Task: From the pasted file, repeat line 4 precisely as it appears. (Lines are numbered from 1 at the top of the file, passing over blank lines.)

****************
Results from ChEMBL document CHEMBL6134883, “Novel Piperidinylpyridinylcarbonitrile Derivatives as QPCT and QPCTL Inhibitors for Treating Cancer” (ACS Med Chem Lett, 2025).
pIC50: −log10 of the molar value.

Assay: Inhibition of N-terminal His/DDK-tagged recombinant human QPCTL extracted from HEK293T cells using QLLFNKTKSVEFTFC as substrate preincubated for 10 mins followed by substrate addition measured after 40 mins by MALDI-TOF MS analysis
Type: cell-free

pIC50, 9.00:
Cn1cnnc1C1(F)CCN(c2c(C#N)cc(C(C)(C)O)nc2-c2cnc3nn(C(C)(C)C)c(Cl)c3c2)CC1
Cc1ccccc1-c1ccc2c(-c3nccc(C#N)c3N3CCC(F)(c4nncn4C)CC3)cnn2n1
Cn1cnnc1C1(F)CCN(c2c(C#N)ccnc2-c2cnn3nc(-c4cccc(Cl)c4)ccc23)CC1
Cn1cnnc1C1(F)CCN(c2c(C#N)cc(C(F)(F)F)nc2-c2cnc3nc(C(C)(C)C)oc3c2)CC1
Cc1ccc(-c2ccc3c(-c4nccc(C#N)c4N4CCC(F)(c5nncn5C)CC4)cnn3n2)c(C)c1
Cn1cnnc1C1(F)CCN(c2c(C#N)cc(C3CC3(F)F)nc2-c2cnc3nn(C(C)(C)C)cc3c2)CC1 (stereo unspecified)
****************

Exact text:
Type: cell-free